Busy week of Fed speak

October 17, 2011

Will they or won’t they (ease monetary policy further)? The question will again garner investors’ attention this week as Federal Reserve Chairman Ben Bernanke and a number of regional Fed bank presidents take to the podium. The speeches come against a backdrop of ongoing worries about economic growth, but on the heels of a number of releases that were not as bad as feared. The bar remains high for the Fed to actively engage in a third round of quantitative easing or QE3 — it would probably take renewed deflationary rumblings to get there.

For now, the Fed is likely to focus on less drastic steps, such as new ways of communicating its policy targets, to satiate wobbly financial markets’ apparent need for ongoing monetary support. Here is the line-up of speakers for this week:

Bernanke will deliver remarks on “The Effects of the Great Recession on Central Bank Doctrine and Practice” at the Boston Fed on Tuesday at 1: 15 pm EDT.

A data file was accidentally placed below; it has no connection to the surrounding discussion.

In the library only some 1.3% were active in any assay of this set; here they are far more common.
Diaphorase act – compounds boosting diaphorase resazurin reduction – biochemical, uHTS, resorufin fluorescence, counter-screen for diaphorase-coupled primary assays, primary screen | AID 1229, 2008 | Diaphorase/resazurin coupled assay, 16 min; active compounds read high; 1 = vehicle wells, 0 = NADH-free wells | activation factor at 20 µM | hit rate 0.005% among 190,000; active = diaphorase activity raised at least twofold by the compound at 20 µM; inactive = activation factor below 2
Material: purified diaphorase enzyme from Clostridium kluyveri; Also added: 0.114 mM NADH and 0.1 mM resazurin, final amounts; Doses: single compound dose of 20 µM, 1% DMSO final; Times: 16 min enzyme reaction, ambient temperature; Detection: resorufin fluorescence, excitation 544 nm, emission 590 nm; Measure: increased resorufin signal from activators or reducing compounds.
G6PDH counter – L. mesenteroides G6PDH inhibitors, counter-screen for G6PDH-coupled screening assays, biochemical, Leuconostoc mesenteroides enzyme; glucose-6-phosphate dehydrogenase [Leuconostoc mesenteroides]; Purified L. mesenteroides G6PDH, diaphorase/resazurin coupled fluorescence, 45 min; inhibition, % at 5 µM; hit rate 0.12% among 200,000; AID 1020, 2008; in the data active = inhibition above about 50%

Monday: Chicago Fed President Charles Evans will speak on “U.S. Monetary Policy and Economic Outlook” before the Michigan Council on Economic Education at 1:15 pm EDT. Jeffrey Lacker of the Richmond Fed also give a talk on the outlook, speaking at 7:30 pm EDT an event sponsored by the Salisbury-Wicomico Economic Development.

Tuesday: Atlanta Fed President Dennis Lockhart will give remarks on the economy before the Chartered Financial Analyst Society of East Tennessee in Chattanooga at .

Wednesday: The Fed releases its monthly Beige Book, a collection of anecdotal data on economic conditions around its 12 districts.

Thursday: Fed Board Governor Daniel Tarullo speaks on “Unemployment, the Labor Market, and the Economy” at the Columbia University World Leaders Forum in New York at 6 pm EDT. Cleveland Fed President Sandra Pianalto speaks at a manufacturing conference in Toledo, Ohio.

Friday: Minneapolis Fed President Narayana Kocherlakota will give a speech to the Harvard Club of Minnesota at noon CDT.

Don’t know about you, but I’m exhausted already.

No comments so far

We welcome comments that advance the story through relevant opinion, anecdotes, links and data. If you see a comment that you believe is irrelevant or inappropriate, you can flag it to our editors by using the report abuse links. Views expressed in the comments do not represent those of Reuters. For more information on our comment policy, see http://blogs.reuters.com/fulldisclosure/2010/09/27/toward-a-more-thoughtful-conversation-on-stories/